Halifax craft brewery Unfiltered files lawsuit against the NSLC

Unfiltered Brewing is challenging a mandatory 50-cent fee on every litre of beer it sells, arguing the Crown corporation is not authorized to collect it.

Unfiltered Brewing says mandatory fee imposed by liquor distributor is unconstitutional

Andrew Murphy is one of the partners in Unfiltered Brewing Inc. The brewery is taking the NSLC to court to challenge a fee it says the Crown corporation doesn't have the power to collect. (Paul Poirier/CBC)

A Halifax brewery is taking the Nova Scotia Liquor Corporation to court over a fee it says is unconstitutional.

Unfiltered Brewing Inc. filed papers on Monday in the Supreme Court of Nova Scotia suing the NSLC over a markup fee of 50 cents for every litre of beer it sells or gives away as a sample.

According to the filing, that fee cost the brewery about $24,000 in its first year of operation.

'The NSLC doesn't have the power'

The brewery says the fee equates to a tax or levy the NSLC is not authorized through legislation to be able to collect.

"The NSLC doesn't have the power, [it] has never been given the power by the legislature to tax anyone," Richard Norman, the company's lawyer, said in an interview.

"They have the power to regulate certain things and do certain things, but taxation is not one of them."

Andrew Murphy, one of the partners in Unfiltered, said his company gets no benefit from the markup because they don't sell their beer in NSLC commercial outlets. While the company has good relations with the corporation, it offers them no services, he said.

Money could be better spent

When Unfiltered first started operating about a year ago, Murphy said he and his partners took it for granted they had to pay the fee. But they researched the issue and it wasn't long before they decided to challenge the fee.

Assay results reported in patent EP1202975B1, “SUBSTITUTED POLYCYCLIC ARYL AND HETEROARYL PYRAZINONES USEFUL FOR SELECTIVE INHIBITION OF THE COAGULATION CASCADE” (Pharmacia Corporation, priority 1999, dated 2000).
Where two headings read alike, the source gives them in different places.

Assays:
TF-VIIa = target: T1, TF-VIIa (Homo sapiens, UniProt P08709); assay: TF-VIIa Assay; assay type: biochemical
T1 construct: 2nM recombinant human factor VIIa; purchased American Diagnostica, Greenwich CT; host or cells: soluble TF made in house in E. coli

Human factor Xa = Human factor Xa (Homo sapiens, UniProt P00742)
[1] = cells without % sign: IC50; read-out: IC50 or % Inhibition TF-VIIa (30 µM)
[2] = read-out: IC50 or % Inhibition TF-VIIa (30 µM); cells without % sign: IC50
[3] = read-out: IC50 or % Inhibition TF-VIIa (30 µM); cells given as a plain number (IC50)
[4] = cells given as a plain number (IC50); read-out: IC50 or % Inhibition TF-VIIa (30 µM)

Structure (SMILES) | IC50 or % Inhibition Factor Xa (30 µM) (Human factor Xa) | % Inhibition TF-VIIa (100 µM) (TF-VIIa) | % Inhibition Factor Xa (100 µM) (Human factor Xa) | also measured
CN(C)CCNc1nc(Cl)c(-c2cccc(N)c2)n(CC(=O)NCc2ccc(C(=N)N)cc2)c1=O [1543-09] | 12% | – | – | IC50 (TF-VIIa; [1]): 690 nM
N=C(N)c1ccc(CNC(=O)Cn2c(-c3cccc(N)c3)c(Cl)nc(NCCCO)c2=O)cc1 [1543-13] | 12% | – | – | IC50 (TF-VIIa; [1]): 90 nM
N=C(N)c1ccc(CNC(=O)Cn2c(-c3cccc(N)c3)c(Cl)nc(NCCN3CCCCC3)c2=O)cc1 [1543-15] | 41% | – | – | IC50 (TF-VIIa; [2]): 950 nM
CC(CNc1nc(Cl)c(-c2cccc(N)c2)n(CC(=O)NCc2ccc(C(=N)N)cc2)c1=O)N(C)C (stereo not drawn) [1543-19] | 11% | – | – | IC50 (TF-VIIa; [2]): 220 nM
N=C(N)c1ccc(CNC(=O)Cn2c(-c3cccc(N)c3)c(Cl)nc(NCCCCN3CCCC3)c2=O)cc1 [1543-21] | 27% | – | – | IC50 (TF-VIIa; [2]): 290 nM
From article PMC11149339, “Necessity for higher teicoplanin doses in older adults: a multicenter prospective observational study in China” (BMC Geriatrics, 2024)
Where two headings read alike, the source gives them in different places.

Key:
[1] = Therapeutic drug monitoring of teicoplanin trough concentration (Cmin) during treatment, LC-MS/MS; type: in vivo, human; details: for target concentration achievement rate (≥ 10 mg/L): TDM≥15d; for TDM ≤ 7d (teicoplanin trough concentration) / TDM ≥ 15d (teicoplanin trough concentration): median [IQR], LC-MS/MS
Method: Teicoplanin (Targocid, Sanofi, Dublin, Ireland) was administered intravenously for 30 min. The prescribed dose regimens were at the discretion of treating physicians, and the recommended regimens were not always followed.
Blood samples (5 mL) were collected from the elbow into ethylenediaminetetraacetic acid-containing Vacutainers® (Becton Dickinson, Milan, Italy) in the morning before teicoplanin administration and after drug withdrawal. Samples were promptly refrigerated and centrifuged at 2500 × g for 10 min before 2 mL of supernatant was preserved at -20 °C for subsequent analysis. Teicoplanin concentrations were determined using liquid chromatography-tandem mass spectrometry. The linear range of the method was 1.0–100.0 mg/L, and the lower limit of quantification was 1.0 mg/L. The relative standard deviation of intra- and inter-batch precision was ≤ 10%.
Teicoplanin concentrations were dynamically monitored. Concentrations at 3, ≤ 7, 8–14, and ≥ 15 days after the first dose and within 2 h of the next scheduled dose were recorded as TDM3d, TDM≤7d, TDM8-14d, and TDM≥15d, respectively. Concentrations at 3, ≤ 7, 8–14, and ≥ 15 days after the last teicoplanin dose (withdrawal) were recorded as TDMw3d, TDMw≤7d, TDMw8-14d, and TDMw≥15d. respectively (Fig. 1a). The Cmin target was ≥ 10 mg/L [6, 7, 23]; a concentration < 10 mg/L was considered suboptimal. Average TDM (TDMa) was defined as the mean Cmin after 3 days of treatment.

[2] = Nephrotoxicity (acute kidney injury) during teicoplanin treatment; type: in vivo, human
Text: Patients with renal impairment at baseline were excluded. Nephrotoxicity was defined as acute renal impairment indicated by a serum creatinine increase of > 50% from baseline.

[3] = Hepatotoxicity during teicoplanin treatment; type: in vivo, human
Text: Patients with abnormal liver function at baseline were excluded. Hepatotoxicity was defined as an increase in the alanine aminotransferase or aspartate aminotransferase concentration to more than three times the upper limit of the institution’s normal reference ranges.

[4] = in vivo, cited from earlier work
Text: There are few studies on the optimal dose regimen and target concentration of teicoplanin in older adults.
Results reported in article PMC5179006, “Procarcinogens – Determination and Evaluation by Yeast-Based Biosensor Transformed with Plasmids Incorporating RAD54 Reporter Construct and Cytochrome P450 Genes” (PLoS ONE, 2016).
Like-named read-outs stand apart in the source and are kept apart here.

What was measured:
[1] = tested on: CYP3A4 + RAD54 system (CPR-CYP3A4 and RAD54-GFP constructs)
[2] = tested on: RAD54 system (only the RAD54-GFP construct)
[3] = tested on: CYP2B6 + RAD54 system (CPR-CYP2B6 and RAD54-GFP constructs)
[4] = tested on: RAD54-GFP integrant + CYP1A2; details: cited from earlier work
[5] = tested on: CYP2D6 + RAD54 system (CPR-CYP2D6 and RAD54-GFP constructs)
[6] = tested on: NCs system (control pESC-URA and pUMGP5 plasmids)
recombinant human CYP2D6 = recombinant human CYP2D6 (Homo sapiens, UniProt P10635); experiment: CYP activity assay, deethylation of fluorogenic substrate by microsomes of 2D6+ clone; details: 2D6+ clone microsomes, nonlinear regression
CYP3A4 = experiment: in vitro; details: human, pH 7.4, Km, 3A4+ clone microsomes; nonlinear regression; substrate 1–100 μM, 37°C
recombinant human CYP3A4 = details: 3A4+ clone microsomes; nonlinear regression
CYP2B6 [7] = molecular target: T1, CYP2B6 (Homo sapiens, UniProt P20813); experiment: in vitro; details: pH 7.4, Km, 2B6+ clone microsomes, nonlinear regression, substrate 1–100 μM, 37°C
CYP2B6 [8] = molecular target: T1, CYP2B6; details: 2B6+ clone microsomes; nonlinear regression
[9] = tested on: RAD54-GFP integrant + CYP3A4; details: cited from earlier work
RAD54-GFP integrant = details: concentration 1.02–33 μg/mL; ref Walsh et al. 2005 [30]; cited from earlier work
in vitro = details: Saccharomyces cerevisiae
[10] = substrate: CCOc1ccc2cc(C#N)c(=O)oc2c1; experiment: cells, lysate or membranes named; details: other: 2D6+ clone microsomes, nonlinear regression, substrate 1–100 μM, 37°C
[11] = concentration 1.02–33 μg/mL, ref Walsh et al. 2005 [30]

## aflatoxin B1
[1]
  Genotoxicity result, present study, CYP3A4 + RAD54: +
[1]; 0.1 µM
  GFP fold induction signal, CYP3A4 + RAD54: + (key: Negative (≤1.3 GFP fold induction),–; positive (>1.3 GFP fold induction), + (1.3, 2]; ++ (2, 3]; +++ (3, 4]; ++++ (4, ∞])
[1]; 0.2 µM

Earlier this month the province's attorney general gave Unfiltered consent to begin the proceeding against the NSLC. Murphy said he wants the fee gone and the money collected so far to be returned.

Margins aren't big for microbreweries and that money could be put to better uses, he said. The money currently going to the NSLC would be enough for them to buy more equipment to increase capacity by 20 to 25 per cent, said Murphy.

"And we need to make more beer. We're selling it all, quickly."

NSLC offers lots of industry support

Denise Corra, a spokeswoman for the NSLC, said she wouldn't comment on the lawsuit because it's before the courts.

But Corra said the money raised from the markup fee goes into NSLC's general revenue. The fee for craft beer brought in about $954,000 during the last fiscal year, and the fees paid by local wine and spirits producers brought in nearly a million dollars more.

Corra said the corporation supports local industry by putting $50,000 into the craft brewing association each year, along with other efforts. The NSLC pays more for the locally produced beer sold in its stores than they do commercial beer and do "a great deal" of promotion and marketing for the products they sell, she said.

"There are now 37 microbreweries in Nova Scotia, where there were just a handful less than 10 years ago," she said.

An 'outdated' approach

Even with the growth, Murphy said he thinks his industry is over-regulated. He would prefer to see a system similar to the United States, where beer is accessible in grocery stores.

"I think that the NSLC retail store method is outdated and needs to go."

The matter is scheduled to go to court on Sept. 6.

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